When the Dollar Talks, the Fed Should Listen

Oil prices dived again on Thursday, tumbling as much as 3.24 percent. At about $46 a barrel, West Texas Intermediate crude is down from about $77 in early October and the lowest since September 2017. What’s surprising about the move, which many market participants tie not only to a glut of oil but rapidly declining demand, is how few saw it coming, even among those in the business. The Federal Reserve Bank of Dallas in September asked 166 oil and gas executives a simple question: what do you expect the WTI crude oil price to be at the end of 2018? More than 80 percent reckoned in the high $60s to low $70s range, according to Bloomberg News’s Kevin Crowley. The lowest forecast was $55. Although the drop in oil prices is benefiting consumers, who are enjoying much lower gasoline prices, it’s contributing to the decline in equities. During the last oil price crash in 2014, the S&P 500 Index and Brent crude moved in opposite directions. Oil’s fall failed to prove much of a drag on U.S. equities and vice versa, as represented by a strong negative correlation coefficient of 0.65 between the two assets, according to Bloomberg News’s Alex Nussbaum and Brandon Kochkodin. A correlation of 1 means two assets move in lockstep, while -1 means the opposite. The relationship has changed during the commodity’s current collapse, with oil and the S&P 500 generally moving in tandem as the correlation has turned to positive 0.75. Part of the reason for this is the large amount of debt taken on by energy firms in recent years. A drop in oil prices generally squeezes their profit margins, making it harder for them to meet debt payments, which in turn weighs on their share prices.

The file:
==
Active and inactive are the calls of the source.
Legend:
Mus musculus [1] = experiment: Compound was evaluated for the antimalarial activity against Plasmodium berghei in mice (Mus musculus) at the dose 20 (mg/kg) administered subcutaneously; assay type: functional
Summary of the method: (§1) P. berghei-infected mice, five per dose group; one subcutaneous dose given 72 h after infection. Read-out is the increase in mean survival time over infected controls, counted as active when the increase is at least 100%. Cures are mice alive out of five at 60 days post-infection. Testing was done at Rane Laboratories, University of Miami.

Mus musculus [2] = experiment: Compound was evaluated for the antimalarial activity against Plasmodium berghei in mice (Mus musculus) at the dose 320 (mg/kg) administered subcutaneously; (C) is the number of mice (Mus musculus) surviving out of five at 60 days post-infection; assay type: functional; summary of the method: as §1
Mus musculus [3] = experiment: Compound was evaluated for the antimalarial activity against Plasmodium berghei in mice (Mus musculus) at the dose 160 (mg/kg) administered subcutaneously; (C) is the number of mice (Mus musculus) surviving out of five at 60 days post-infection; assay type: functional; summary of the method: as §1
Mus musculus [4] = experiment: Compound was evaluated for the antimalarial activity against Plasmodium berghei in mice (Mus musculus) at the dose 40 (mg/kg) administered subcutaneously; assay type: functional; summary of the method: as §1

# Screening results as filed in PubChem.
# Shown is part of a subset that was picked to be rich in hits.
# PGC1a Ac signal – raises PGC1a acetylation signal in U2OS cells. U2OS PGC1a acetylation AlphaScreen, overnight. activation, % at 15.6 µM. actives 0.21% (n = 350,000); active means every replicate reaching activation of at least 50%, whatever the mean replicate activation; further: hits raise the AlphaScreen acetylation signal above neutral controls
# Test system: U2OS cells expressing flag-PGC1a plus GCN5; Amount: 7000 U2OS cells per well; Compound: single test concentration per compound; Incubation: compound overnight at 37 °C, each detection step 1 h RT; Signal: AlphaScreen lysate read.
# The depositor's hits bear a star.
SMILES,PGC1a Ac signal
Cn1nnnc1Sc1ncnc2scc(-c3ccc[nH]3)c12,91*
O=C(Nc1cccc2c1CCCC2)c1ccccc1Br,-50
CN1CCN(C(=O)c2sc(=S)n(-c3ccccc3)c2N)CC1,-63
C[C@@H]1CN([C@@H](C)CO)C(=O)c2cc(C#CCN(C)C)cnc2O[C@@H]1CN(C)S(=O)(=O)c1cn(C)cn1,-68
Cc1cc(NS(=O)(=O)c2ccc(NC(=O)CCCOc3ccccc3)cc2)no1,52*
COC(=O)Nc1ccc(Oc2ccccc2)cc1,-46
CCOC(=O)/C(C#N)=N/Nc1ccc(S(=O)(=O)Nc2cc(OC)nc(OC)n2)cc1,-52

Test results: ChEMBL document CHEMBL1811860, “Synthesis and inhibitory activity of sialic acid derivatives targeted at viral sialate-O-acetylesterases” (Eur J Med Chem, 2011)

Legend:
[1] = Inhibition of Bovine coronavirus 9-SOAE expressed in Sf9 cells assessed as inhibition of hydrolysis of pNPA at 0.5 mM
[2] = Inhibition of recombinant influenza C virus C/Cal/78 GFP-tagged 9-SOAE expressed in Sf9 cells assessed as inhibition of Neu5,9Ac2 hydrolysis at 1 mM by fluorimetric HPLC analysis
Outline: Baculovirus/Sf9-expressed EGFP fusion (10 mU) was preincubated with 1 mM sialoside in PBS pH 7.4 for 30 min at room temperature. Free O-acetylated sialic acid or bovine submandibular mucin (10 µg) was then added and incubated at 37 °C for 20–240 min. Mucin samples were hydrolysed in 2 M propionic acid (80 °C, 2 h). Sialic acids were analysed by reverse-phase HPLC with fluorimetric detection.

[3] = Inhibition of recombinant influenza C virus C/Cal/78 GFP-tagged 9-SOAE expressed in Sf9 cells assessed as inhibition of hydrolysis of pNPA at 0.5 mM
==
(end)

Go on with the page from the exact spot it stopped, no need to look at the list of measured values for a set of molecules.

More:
When the Dollar Talks, the Fed Should Listen

Mexico was a bright spot in an otherwise tough day for emerging-market assets. The S&P/BMV IPC index of equities jumped as much as 0.88 percent even as the global MSCI Emerging Markets Index dropped as much as 1.17 percent. The peso strengthened more than 1 percent in its biggest gain since early October. Optimism is rising that new President Andres Manuel Lopez Obrador, who got off to a rocky start with international investors after he was elected, will solve a standoff with airport bondholders that had roiled markets. Things started to go off the rails in late October, when AMLO ditched a $13 billion airport project for Mexico City backed by some of the nation’s wealthiest businessmen. Bonds backing the project tanked. But now there are reports that a majority of bondholders accepted Mexico’s offer to buy back $1.8 billion of the debt. “It is a step in the right direction,” Jan Dehn, the head of research at Ashmore Group Plc in London, told Bloomberg News. “AMLO had a poor start in terms of creating confidence. He did not appear to show leadership on key issues, but after the budget and now this airport bond dispute he is winning back some trust.” As Bloomberg News reports, even though the deal was a big victory for AMLO because it wards off a potentially nasty battle with bondholders, it comes at a steep price. The government will now spend $1.8 billion — an amount which came from an existing trust for the airport’s construction — in an expensive buyback.